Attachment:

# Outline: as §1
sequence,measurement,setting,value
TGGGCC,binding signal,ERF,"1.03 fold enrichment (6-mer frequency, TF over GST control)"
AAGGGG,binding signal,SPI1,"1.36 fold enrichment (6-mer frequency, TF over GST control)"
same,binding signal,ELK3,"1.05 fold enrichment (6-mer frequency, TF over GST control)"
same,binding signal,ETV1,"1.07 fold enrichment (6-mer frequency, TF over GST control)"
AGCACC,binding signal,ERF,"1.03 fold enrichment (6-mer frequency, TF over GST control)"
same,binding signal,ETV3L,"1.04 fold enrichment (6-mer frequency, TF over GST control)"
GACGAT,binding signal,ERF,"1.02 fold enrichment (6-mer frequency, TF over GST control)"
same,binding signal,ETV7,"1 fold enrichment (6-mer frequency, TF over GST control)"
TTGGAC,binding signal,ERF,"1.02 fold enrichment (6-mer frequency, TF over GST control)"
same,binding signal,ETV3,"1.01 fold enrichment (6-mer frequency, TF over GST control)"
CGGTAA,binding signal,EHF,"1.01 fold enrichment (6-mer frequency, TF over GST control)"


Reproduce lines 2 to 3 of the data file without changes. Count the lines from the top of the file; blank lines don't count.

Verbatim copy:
sequence,measurement,setting,value
TGGGCC,binding signal,ERF,"1.03 fold enrichment (6-mer frequency, TF over GST control)"